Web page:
Effects of knowledge, education, and experience on acceptance of first trimester screening for chromosomal anomalies

  • Stefansdottir V
  • Skirton H
  • Jonasson K
 et al. 
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OBJECTIVES: To assess pregnant women's knowledge and understanding of first trimester prenatal screening (nuchal translucency, maternal serum free beta-human chorionic gonadotrophin and pregnancy-associated plasma-protein-A), to evaluate the impact of a new information booklet and investigate the effects of education and experiential knowledge of congenital disabilities on the perceived likelihood of accepting prenatal screening. DESIGN: A quasi-experimental quantitative study with a self-completion questionnaire. SETTING: Five different maternity care clinics in Iceland. POPULATION: Expectant mothers in first trimester of pregnancy (n = 379). MATERIAL AND METHODS: Expectant mothers were divided into two groups, an intervention and a control group, both receiving traditional care and information. The intervention group additionally received an information booklet about prenatal screening and diagnosis. MAIN OUTCOME MEASURES: Women's knowledge score of prenatal screening. The correlation between education, knowledge score, experiential knowledge of congenital disabilities, and the likelihood of accepting prenatal screening. RESULTS: More than half of the women (57%) believed they received sufficient information to make an informed decision about screening. Knowledge scores were significantly higher for the intervention group (with mean 4.8 compared with 3.7 on a 0-8 scale, p < 0.0001). Those with higher scores were more likely to accept screening (p < 0.0001). Women with experiential knowledge of congenital anomalies in their own families were more likely to accept prenatal screening (p = 0.017). CONCLUSIONS: Various factors, e.g. experiential knowledge, education and information about prenatal screening affect the likelihood of participation in prenatal screening programs. More information results in better knowledge and higher uptake rate.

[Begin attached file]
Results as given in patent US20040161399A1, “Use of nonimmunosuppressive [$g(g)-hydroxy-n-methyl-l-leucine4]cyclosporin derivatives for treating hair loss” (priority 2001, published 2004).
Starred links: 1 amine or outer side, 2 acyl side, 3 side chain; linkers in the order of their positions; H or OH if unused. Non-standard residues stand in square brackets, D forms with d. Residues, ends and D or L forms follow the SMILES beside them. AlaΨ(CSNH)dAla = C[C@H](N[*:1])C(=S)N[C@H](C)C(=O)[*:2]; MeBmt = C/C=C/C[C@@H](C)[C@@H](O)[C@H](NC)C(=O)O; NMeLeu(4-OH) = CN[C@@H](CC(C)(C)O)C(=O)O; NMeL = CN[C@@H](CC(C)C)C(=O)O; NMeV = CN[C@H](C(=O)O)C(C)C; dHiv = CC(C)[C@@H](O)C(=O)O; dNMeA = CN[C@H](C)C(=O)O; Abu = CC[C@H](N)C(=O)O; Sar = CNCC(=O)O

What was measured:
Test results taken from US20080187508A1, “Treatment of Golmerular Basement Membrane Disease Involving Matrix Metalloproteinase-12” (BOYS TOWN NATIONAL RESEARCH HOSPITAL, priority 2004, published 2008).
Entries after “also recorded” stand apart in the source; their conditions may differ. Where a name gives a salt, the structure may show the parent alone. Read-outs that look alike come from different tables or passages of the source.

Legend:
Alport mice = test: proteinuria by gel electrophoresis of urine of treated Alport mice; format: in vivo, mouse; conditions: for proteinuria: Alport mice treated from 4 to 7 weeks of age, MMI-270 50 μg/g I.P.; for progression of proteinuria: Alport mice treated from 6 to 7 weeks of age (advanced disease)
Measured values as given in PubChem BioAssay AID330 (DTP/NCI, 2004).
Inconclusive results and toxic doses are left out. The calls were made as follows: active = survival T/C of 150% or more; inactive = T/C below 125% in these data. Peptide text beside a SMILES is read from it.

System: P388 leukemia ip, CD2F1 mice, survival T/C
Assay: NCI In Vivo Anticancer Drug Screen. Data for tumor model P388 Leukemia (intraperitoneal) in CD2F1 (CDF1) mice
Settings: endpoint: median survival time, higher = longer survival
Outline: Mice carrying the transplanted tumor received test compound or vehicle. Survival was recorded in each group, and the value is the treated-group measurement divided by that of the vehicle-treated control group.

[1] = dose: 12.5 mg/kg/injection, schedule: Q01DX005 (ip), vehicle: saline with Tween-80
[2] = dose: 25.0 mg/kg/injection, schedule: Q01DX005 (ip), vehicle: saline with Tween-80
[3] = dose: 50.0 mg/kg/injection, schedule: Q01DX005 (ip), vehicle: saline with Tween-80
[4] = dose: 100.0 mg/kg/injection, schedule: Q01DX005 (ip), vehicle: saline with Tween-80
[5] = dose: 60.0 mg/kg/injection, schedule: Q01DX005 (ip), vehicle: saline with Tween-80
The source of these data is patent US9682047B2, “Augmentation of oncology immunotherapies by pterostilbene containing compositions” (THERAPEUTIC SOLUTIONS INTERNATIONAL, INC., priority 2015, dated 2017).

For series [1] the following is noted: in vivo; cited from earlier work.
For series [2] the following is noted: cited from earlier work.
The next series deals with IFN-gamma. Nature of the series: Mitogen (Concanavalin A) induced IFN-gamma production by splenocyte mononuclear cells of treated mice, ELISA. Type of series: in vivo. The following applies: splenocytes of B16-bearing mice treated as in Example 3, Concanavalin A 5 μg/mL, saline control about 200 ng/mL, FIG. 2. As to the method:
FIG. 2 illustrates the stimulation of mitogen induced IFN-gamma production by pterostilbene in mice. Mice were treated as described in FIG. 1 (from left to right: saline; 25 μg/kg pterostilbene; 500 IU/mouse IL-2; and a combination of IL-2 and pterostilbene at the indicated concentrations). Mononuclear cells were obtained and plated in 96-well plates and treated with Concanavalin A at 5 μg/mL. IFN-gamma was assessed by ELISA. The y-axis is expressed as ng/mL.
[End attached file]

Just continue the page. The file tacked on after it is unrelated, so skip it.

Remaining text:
Author-supplied keywords

  • Experiential knowledge
  • Genetic counseling
  • Patient information
  • Prenatal screening

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